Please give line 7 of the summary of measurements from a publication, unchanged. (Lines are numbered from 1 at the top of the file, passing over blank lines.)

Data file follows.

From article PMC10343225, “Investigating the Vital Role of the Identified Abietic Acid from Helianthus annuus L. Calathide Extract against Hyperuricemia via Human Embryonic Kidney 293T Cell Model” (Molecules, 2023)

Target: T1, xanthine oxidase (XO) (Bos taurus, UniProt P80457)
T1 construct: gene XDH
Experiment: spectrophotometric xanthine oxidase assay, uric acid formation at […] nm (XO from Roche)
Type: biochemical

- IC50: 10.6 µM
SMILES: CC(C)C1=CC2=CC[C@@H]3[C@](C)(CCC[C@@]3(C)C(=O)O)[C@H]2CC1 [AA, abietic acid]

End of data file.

SMILES: CC(C)C1=CC2=CC[C@@H]3[C@](C)(CCC[C@@]3(C)C(=O)O)[C@H]2CC1 [AA, abietic acid]